Best Careers for ISFP Personalities

Learn which careers are ideal for you based on your Myers-Briggs personality type.

ISFP is one of 16 different personality types from the Myers-Briggs Type Indicators (MBTI). ISFPs represents about 9% of the general population (8% of men; 10% of women). Famous ISFPs include singers Michael Jackson and Paul McCartney, and film director Steven Spielberg.

On this page, we’ll help you get a better understanding of ISFP strengths, weaknesses, and the best ISFP career choices.

Doesn't sound like you? Learn more about the best careers for your MBTI personality here.

isfp careers

What Does ISFP Stand For?

ISFP stands for Introvert, Sensing, Feeling, and Perceiving.

Also known as the Artist, ISFPs are flexible, spontaneous, and live in the present moment. They have a strong affinity for aesthetics and seek beauty in their surroundings.

Most ISFPs have a natural talent for the arts and are deeply attuned to their sensory experience. They tend to respond to events and people according to how they feel or how it fits in with their value system. ISFPs are unusually gifted at creating things that will affect the senses, such as artwork, music, or films.

People with this personality type have a high-risk tolerance as they are often overcome with "lucky" gut feelings. Interestingly, many ISFPs struggle with formal education because they feel it is rigid and inhibits their creativity—an important thing to keep in mind when considering ISFP career options.

ISFP Personality Strengths & Weaknesses

Strengths Weaknesses
Spontaneous Indecisive
Unconventional Unpredictable
Bold Easily bored
Principled Rarely plans for the future
Imaginative Overly competitive

What Careers Are Best for ISFP Personalities?

Below you’ll find a mix of the best tech careers for ISFP personality types.

  • Web developer. Web developers create websites that are visually appealing and easy to use. They must have a strong grasp of aesthetics and visual design, making this a strong career path for ISFPs. Front-end web developers use programming languages like HTML, CSS, and Javascript to organize information and design visual and interactive elements that we see on a website. Back-end developers create and maintain databases that enable users to query information through a browser.
  • UX designer. UX designers conduct research and usability testing to design products and services that put the user’s needs first. With their gift for creating things that affect the senses, ISFPs know what makes people tick. They also thrive on variety, and a UX designer’s work is always changing.
  • Multimedia artist/animator. Graphic art and computer animations are widely used in games, movies, TV shows, corporate videos, and advertising. Tech companies like Apple and Samsung commission animators to produce promotional videos, 3D renderings of their products, AR/VR animations to create interactive experiences for consumers.
  • Interior designer. Interior designers design residential and commercial interiors to help clients express their personality or brand identity. They select colors, textiles, artwork and decorative objects, lighting, and furniture. With a natural affinity for aesthetics, ISFPs can exercise their creativity. Interior design can be a potentially high-paying job for ISFPs, especially if they start their own business.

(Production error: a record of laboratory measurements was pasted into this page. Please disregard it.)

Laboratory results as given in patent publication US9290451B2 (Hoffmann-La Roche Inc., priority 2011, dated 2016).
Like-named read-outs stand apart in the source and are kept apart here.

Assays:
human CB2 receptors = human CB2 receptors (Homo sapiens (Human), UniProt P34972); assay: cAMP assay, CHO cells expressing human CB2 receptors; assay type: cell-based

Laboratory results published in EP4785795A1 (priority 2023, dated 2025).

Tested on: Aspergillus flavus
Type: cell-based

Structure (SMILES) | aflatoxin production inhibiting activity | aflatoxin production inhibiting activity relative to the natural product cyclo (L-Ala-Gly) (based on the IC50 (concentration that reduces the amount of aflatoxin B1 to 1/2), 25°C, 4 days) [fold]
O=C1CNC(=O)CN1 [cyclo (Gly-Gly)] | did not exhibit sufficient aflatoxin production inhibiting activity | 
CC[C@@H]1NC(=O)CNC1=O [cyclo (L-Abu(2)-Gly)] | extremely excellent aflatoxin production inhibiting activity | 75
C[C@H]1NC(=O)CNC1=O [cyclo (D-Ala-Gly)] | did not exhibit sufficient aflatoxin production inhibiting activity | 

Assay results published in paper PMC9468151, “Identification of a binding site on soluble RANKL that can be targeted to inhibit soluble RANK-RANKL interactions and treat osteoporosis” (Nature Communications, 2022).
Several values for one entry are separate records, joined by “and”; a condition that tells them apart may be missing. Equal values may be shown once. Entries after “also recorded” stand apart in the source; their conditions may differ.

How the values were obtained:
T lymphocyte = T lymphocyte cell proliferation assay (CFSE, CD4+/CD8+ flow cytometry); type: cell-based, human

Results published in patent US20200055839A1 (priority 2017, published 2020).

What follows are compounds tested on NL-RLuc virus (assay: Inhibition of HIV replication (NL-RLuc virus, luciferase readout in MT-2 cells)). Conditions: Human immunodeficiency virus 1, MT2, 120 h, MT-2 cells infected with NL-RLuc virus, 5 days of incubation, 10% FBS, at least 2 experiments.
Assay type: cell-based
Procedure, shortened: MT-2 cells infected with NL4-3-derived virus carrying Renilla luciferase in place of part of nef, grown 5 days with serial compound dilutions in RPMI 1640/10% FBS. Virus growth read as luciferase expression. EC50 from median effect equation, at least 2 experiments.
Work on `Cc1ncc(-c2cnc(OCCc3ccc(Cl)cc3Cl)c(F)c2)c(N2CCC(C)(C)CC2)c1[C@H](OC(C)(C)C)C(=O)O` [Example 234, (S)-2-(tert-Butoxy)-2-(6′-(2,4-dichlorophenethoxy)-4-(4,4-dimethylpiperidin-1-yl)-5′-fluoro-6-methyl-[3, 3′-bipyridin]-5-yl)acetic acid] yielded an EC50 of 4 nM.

• Brand manager. Although it’s an office, brand management represents a hands-on, creative role that also allows ISFP to exercise their love of aesthetics—a must for any ISFP career match. Brand managers are the creative voice of a brand, working with multiple teams on advertising, promotions, marketing, and social media. They are responsible for ensuring that the products under their purview appeal to existing and prospective customers.

How Does Springboard Help ISFPs Achieve Their Career Goals?

Tech professionals solve big, unwieldy problems every day, working with big data and emerging technologies to make our world a better place. But even innovation needs a logical, systematic approach, that’s where you come in.

  • Yes, creatives can work in the tech industry too. In the tech industry, you get to work on projects that improve the way people work and play. Tech companies need creative problem-solvers like you. Springboard's UI/UX design and software engineering courses get you job-ready in nine months.
  • Get the help and guidance you need. You’re always brimming with ideas and creative visions, but you’re not sure where to start; share them with your personal mentor. During the course, you’ll have weekly calls with a mentor, a professional who works in your chosen field. Your mentor can help you with assignments, job search strategy, and provide industry insights.
  • Study on your own time, at your own pace. Rigid classroom environments turn you off—Springboard gets it. Learning at your own pace, you can get access to 1:1 career coaching and mentorship when you need it. Your mentors can help you with assignments and job search strategy, as well as provide industry insights.

Are you ready to take control of your future?

Browse Springboard’s many Career Tracks to find the right fit for you. Unsure of where your skillset is leading you? Take the Career Assessment Test to find the right career path for your experience, interests, and skills.

Download our guide to data science jobs

Packed with insight from industry experts, this updated 60-page guide will teach you what you need to know to start your data science career.

Ready to learn more?

Browse our Career Tracks and find the perfect fit